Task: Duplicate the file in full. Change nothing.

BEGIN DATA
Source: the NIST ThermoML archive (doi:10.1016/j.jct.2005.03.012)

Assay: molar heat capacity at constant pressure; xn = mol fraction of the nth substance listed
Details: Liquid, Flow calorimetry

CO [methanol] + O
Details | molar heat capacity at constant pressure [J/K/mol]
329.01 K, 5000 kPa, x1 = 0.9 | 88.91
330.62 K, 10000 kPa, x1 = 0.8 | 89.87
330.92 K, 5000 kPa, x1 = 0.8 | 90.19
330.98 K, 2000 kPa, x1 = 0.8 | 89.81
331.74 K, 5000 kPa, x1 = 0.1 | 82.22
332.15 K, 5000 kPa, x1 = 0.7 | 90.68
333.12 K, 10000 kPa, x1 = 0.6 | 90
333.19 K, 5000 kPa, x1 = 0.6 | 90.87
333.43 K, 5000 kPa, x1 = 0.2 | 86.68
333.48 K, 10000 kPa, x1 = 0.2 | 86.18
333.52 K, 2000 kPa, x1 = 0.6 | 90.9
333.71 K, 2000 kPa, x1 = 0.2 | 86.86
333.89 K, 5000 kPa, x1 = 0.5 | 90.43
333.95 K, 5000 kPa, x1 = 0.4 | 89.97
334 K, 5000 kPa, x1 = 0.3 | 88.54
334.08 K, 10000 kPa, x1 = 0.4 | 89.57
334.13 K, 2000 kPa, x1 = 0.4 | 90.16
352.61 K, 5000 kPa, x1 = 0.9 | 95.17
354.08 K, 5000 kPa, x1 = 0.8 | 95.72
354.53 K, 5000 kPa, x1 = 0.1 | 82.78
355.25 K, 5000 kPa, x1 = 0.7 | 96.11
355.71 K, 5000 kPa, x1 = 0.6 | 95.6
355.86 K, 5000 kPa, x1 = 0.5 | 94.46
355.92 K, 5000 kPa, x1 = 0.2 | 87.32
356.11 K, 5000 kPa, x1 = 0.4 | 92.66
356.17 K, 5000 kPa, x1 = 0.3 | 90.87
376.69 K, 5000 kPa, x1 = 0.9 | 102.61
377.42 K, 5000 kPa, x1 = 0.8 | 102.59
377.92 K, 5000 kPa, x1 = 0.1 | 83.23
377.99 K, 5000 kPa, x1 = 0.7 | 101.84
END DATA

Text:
Source: the NIST ThermoML archive (doi:10.1016/j.jct.2005.03.012)

Assay: molar heat capacity at constant pressure; xn = mol fraction of the nth substance listed
Details: Liquid, Flow calorimetry

CO [methanol] + O
Details | molar heat capacity at constant pressure [J/K/mol]
329.01 K, 5000 kPa, x1 = 0.9 | 88.91
330.62 K, 10000 kPa, x1 = 0.8 | 89.87
330.92 K, 5000 kPa, x1 = 0.8 | 90.19
330.98 K, 2000 kPa, x1 = 0.8 | 89.81
331.74 K, 5000 kPa, x1 = 0.1 | 82.22
332.15 K, 5000 kPa, x1 = 0.7 | 90.68
333.12 K, 10000 kPa, x1 = 0.6 | 90
333.19 K, 5000 kPa, x1 = 0.6 | 90.87
333.43 K, 5000 kPa, x1 = 0.2 | 86.68
333.48 K, 10000 kPa, x1 = 0.2 | 86.18
333.52 K, 2000 kPa, x1 = 0.6 | 90.9
333.71 K, 2000 kPa, x1 = 0.2 | 86.86
333.89 K, 5000 kPa, x1 = 0.5 | 90.43
333.95 K, 5000 kPa, x1 = 0.4 | 89.97
334 K, 5000 kPa, x1 = 0.3 | 88.54
334.08 K, 10000 kPa, x1 = 0.4 | 89.57
334.13 K, 2000 kPa, x1 = 0.4 | 90.16
352.61 K, 5000 kPa, x1 = 0.9 | 95.17
354.08 K, 5000 kPa, x1 = 0.8 | 95.72
354.53 K, 5000 kPa, x1 = 0.1 | 82.78
355.25 K, 5000 kPa, x1 = 0.7 | 96.11
355.71 K, 5000 kPa, x1 = 0.6 | 95.6
355.86 K, 5000 kPa, x1 = 0.5 | 94.46
355.92 K, 5000 kPa, x1 = 0.2 | 87.32
356.11 K, 5000 kPa, x1 = 0.4 | 92.66
356.17 K, 5000 kPa, x1 = 0.3 | 90.87
376.69 K, 5000 kPa, x1 = 0.9 | 102.61
377.42 K, 5000 kPa, x1 = 0.8 | 102.59
377.92 K, 5000 kPa, x1 = 0.1 | 83.23
377.99 K, 5000 kPa, x1 = 0.7 | 101.84